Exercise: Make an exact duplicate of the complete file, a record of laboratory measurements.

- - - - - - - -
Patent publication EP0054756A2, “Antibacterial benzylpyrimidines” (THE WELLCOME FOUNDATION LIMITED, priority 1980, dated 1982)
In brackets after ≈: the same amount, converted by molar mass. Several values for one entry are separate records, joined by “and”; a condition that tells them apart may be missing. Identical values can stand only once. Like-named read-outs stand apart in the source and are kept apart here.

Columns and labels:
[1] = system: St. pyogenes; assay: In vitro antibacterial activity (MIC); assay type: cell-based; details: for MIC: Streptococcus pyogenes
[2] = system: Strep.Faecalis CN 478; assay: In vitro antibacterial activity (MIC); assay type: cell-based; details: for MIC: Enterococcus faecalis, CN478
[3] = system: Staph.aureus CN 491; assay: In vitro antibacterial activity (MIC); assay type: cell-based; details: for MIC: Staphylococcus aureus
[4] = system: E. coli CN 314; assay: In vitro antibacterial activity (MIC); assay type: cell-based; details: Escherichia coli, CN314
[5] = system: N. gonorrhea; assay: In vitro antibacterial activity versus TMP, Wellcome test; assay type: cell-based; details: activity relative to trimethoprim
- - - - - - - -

Patent publication EP0054756A2, “Antibacterial benzylpyrimidines” (THE WELLCOME FOUNDATION LIMITED, priority 1980, dated 1982)
In brackets after ≈: the same amount, converted by molar mass. Several values for one entry are separate records, joined by “and”; a condition that tells them apart may be missing. Identical values can stand only once. Like-named read-outs stand apart in the source and are kept apart here.

Columns and labels:
[1] = system: St. pyogenes; assay: In vitro antibacterial activity (MIC); assay type: cell-based; details: for MIC: Streptococcus pyogenes
[2] = system: Strep.Faecalis CN 478; assay: In vitro antibacterial activity (MIC); assay type: cell-based; details: for MIC: Enterococcus faecalis, CN478
[3] = system: Staph.aureus CN 491; assay: In vitro antibacterial activity (MIC); assay type: cell-based; details: for MIC: Staphylococcus aureus
[4] = system: E. coli CN 314; assay: In vitro antibacterial activity (MIC); assay type: cell-based; details: Escherichia coli, CN314
[5] = system: N. gonorrhea; assay: In vitro antibacterial activity versus TMP, Wellcome test; assay type: cell-based; details: activity relative to trimethoprim